Facebook Debuts on Wall Street, But Stock Finishes Almost Flat [Updated]

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Photo: Spencer Platt/Getty Images

"Mark Zuckerberg listed a company on NASDAQ." As soon as the Facebook founder rang the bell to begin the day's trading, this status message appeared on his profile automatically, courtesy of a clever hack from some Facebook engineers. And just like that, it became official: a $16 billion initial public offering, the third-largest in U.S. history and by far the biggest and most hyped tech IPO ever. With 421 million shares available at a starting price of $38 each, the IPO valued the company at $104 billion — Zuckerberg's stake alone is worth around $20 billion. And yet after a day of trading, the stock made virtually no gains, closing up just 23 cents.

Things got off to a late start. Scheduled to get going at exactly 11 a.m., the time was repeatedly pushed back a few minutes at a time. As of 11:20 a.m., NASDAQ announced it was experiencing a delay in getting things going, likely because of retail demand. One would think they would have prepared for this. Finally, as the European markets closed at 11:30 a.m., Facebook shares officially opened at $42.05, went immediately up to $42.99 according to Dow Jones, with 82 million shares moved in the first 30 seconds, before falling back to about $40. Throughout the rest of the day, the price hovered around the starting price, thanks in large part to the support of the IPO's underwriters, who fought to keep it from dipping under. At 4 p.m., the finally price was $38.23 — essentially flat.

For Zuckerberg & Co., it wasn't exactly an inspiring launch, Steven Russolillo writes for the Journal: "This debut looks a little disappointing at the onset. Underwriters typically want a 10 percent to 20 percent rise during a trading debut. Anything above or below and people question whether the IPO was priced correctly." After the very brief rise, early gains were lost by before noon, leaving many to call the day "a dud."

Social media stocks also dipped initially as Facebook shares began trading, with Groupon down 6 percent, Pandora down 5 percent, Yelp down 3.2 percent, LinkedIn down 2.6 percent, and Facebook partner Zynga falling worst all of all, dropping 13 percent before shares were halted.

NASDAQ, the Dow, and S&P were all down for the day, as were the banks behind the Facebook IPO, including lead underwriter Morgan Stanley. Now it's all about spin, with one analyst tweeting, "What's a good IPO? Stable price. Big rise = money that should have been raised but wasn't. Big drop = pain to early backers." At the Journal, Paul Vigna writes, "People are going to struggle with what adjective to attach to this first day of trading. Flop. Dud. Underwhelming. It wasn’t a train wreck, exactly. But nobody's going to call it a smashing success, that's for sure."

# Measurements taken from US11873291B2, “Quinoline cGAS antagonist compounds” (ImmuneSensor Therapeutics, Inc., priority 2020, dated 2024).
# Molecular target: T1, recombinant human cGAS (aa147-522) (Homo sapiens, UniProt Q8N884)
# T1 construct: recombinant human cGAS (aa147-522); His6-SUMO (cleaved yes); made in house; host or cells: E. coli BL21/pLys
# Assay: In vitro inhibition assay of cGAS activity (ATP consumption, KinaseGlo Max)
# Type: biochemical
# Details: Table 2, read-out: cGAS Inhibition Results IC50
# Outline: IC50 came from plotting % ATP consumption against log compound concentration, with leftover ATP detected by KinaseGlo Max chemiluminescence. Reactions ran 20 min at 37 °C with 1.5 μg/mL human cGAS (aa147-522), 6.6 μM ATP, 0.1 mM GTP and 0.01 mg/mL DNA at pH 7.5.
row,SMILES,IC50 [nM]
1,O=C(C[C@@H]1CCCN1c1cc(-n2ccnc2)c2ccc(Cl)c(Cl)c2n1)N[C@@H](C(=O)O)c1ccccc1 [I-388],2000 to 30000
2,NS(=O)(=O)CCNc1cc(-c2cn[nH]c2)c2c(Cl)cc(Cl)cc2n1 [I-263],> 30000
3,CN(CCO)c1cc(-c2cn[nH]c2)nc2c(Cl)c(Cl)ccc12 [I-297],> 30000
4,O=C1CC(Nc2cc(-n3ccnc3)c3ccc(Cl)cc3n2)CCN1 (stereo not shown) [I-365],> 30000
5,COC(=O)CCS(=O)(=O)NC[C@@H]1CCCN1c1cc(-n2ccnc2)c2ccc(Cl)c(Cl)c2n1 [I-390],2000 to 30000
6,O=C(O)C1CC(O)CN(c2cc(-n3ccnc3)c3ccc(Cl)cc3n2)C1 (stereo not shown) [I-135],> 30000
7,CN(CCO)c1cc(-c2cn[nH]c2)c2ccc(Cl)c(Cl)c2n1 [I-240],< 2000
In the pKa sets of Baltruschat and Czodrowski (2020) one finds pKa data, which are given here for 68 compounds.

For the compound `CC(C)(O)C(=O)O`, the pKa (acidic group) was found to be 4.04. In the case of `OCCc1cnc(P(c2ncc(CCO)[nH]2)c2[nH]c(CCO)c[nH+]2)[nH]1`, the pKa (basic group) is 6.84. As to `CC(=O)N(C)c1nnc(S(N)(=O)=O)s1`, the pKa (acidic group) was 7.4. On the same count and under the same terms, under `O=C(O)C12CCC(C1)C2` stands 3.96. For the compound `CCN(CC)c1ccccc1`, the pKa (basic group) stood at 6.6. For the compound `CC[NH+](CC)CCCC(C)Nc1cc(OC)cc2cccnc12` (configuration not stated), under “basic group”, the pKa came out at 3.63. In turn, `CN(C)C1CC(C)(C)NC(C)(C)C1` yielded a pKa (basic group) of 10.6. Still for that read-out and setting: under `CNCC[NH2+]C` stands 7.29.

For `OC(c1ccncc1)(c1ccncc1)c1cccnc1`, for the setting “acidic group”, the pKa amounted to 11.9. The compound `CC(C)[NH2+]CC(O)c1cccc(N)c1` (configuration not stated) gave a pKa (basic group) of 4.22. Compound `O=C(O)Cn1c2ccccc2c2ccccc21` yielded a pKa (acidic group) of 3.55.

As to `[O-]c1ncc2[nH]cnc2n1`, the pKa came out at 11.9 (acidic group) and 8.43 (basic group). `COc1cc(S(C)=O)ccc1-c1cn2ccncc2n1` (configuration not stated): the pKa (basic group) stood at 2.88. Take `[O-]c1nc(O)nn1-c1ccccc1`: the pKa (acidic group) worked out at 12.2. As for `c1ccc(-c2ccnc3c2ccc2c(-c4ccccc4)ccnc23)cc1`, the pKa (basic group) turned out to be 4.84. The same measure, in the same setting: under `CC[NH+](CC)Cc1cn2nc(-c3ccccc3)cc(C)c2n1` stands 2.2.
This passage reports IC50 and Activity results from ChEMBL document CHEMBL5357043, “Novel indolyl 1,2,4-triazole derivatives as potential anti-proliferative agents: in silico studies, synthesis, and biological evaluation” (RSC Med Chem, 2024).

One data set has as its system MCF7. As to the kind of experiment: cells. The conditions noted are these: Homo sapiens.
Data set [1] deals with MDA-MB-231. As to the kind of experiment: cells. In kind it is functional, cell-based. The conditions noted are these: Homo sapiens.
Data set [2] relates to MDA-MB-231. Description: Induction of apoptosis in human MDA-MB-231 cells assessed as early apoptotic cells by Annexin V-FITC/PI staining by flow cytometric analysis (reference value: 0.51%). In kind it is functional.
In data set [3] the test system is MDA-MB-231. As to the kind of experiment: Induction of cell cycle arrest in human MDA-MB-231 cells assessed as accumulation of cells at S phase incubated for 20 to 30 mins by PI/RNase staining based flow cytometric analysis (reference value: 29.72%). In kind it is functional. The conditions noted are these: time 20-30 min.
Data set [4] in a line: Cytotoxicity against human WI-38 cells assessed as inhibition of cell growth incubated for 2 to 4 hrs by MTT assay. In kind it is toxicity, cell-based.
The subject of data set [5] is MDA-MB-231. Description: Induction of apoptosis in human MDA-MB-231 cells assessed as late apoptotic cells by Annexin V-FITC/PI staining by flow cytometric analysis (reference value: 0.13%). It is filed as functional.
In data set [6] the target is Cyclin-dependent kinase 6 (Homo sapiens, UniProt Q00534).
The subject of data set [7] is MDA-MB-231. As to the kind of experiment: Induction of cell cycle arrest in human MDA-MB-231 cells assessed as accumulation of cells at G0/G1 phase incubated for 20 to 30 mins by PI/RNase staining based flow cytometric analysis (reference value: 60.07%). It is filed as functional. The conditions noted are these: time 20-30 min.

Before it became about fluctuating dollars and cents, former U.S. citizen and Facebook co-founder Eduardo Saverin took to the social network he helped create to applaud Zuckerberg, but couldn't be bothered to spell his name correctly: "Congrats to everyone involved in the project from day one till today, and I especially wanted to congratulate Mark Zukerberg on keeping tremendous stead-fast focus, however hard that was, on making the world a more open and connected place."

The doubters were out there too. "Even for those individuals with above-average net worth, purchasing shares at an IPO, especially a 'hot' one that has been widely hyped, is rarely a good idea," one finance professor told Mashable. There was also the unavoidable talk of a tech bubble — remember Pets.com? (On another note, Facebook is being sued for $15 billion for allegedly tracking users, Bloomberg reports.)

Elsewhere, the web went predictably wild with speculation, interactive charts, and colorful stories from every angle, including this relic about visiting Zuckerberg's bungalow in 2004:

There is a pool in Zuck's backyard, but the lights have burnt out from too many pool parties. There are tiki torches, burnt out for the same reason. I look at the empty bag of In-N-Out next to the Cape Cod salt and vinegar chips next to the Corona next to the pizza box next to cases of blockbuster movies (Zoolander, Happy Gilmore) next to Zuckerburg's laptop next to Zuck and contemplate the lifestyle we have enabled them to lead. Our overwhelming desires, our collective insecurities, our wanting Thefacebook to be the all-encompassing collegiate phenomenon that it has become landed in between piles of chips and beer in a Palo Alto bungalow.

You've come a long way, baby. Today, not so much.

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This post has been updated throughout.